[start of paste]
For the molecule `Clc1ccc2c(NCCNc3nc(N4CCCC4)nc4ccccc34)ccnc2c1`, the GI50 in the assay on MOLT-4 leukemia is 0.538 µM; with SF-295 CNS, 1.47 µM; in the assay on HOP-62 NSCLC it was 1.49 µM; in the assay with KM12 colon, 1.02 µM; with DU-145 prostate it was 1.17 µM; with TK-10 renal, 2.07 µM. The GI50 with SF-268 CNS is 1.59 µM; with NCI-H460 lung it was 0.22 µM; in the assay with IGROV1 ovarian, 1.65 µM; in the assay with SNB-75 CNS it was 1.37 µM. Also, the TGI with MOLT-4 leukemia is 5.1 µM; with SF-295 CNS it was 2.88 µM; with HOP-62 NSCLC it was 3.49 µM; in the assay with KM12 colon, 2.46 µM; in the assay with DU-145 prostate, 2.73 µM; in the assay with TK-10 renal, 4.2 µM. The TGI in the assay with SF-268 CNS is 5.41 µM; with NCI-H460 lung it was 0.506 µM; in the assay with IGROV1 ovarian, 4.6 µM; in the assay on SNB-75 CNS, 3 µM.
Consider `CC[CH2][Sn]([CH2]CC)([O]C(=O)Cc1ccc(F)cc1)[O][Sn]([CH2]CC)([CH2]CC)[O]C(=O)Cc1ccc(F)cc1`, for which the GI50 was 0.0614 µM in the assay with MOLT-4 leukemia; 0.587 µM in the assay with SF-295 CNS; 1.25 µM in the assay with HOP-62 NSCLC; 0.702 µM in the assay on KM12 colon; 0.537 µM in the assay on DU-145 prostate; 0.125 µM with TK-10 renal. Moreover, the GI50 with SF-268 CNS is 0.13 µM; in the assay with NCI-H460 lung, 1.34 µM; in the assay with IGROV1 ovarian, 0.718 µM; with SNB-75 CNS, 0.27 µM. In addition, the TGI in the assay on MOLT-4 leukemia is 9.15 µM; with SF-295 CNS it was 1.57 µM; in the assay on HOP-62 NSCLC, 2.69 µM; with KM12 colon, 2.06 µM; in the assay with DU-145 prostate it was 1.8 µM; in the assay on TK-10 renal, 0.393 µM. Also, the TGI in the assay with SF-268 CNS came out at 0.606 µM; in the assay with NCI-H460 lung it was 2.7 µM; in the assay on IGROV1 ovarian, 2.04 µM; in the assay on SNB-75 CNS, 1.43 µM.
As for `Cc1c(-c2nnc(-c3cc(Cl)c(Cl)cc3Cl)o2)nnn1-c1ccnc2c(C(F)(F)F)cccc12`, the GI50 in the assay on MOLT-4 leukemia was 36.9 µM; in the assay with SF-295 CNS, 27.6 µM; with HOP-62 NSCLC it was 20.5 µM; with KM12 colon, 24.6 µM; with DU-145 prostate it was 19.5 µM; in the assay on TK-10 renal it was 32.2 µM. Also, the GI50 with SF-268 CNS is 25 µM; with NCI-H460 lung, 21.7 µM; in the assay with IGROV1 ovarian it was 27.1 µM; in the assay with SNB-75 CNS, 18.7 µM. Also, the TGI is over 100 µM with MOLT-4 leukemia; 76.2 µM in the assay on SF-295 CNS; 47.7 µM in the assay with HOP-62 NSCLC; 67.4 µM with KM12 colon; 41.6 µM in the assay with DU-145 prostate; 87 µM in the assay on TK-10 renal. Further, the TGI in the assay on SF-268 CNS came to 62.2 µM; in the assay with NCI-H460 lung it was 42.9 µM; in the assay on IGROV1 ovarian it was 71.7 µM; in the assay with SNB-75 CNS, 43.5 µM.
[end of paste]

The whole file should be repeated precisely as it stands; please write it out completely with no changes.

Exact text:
For the molecule `Clc1ccc2c(NCCNc3nc(N4CCCC4)nc4ccccc34)ccnc2c1`, the GI50 in the assay on MOLT-4 leukemia is 0.538 µM; with SF-295 CNS, 1.47 µM; in the assay on HOP-62 NSCLC it was 1.49 µM; in the assay with KM12 colon, 1.02 µM; with DU-145 prostate it was 1.17 µM; with TK-10 renal, 2.07 µM. The GI50 with SF-268 CNS is 1.59 µM; with NCI-H460 lung it was 0.22 µM; in the assay with IGROV1 ovarian, 1.65 µM; in the assay with SNB-75 CNS it was 1.37 µM. Also, the TGI with MOLT-4 leukemia is 5.1 µM; with SF-295 CNS it was 2.88 µM; with HOP-62 NSCLC it was 3.49 µM; in the assay with KM12 colon, 2.46 µM; in the assay with DU-145 prostate, 2.73 µM; in the assay with TK-10 renal, 4.2 µM. The TGI in the assay with SF-268 CNS is 5.41 µM; with NCI-H460 lung it was 0.506 µM; in the assay with IGROV1 ovarian, 4.6 µM; in the assay on SNB-75 CNS, 3 µM.
Consider `CC[CH2][Sn]([CH2]CC)([O]C(=O)Cc1ccc(F)cc1)[O][Sn]([CH2]CC)([CH2]CC)[O]C(=O)Cc1ccc(F)cc1`, for which the GI50 was 0.0614 µM in the assay with MOLT-4 leukemia; 0.587 µM in the assay with SF-295 CNS; 1.25 µM in the assay with HOP-62 NSCLC; 0.702 µM in the assay on KM12 colon; 0.537 µM in the assay on DU-145 prostate; 0.125 µM with TK-10 renal. Moreover, the GI50 with SF-268 CNS is 0.13 µM; in the assay with NCI-H460 lung, 1.34 µM; in the assay with IGROV1 ovarian, 0.718 µM; with SNB-75 CNS, 0.27 µM. In addition, the TGI in the assay on MOLT-4 leukemia is 9.15 µM; with SF-295 CNS it was 1.57 µM; in the assay on HOP-62 NSCLC, 2.69 µM; with KM12 colon, 2.06 µM; in the assay with DU-145 prostate it was 1.8 µM; in the assay on TK-10 renal, 0.393 µM. Also, the TGI in the assay with SF-268 CNS came out at 0.606 µM; in the assay with NCI-H460 lung it was 2.7 µM; in the assay on IGROV1 ovarian, 2.04 µM; in the assay on SNB-75 CNS, 1.43 µM.
As for `Cc1c(-c2nnc(-c3cc(Cl)c(Cl)cc3Cl)o2)nnn1-c1ccnc2c(C(F)(F)F)cccc12`, the GI50 in the assay on MOLT-4 leukemia was 36.9 µM; in the assay with SF-295 CNS, 27.6 µM; with HOP-62 NSCLC it was 20.5 µM; with KM12 colon, 24.6 µM; with DU-145 prostate it was 19.5 µM; in the assay on TK-10 renal it was 32.2 µM. Also, the GI50 with SF-268 CNS is 25 µM; with NCI-H460 lung, 21.7 µM; in the assay with IGROV1 ovarian it was 27.1 µM; in the assay with SNB-75 CNS, 18.7 µM. Also, the TGI is over 100 µM with MOLT-4 leukemia; 76.2 µM in the assay on SF-295 CNS; 47.7 µM in the assay with HOP-62 NSCLC; 67.4 µM with KM12 colon; 41.6 µM in the assay with DU-145 prostate; 87 µM in the assay on TK-10 renal. Further, the TGI in the assay on SF-268 CNS came to 62.2 µM; in the assay with NCI-H460 lung it was 42.9 µM; in the assay on IGROV1 ovarian it was 71.7 µM; in the assay with SNB-75 CNS, 43.5 µM.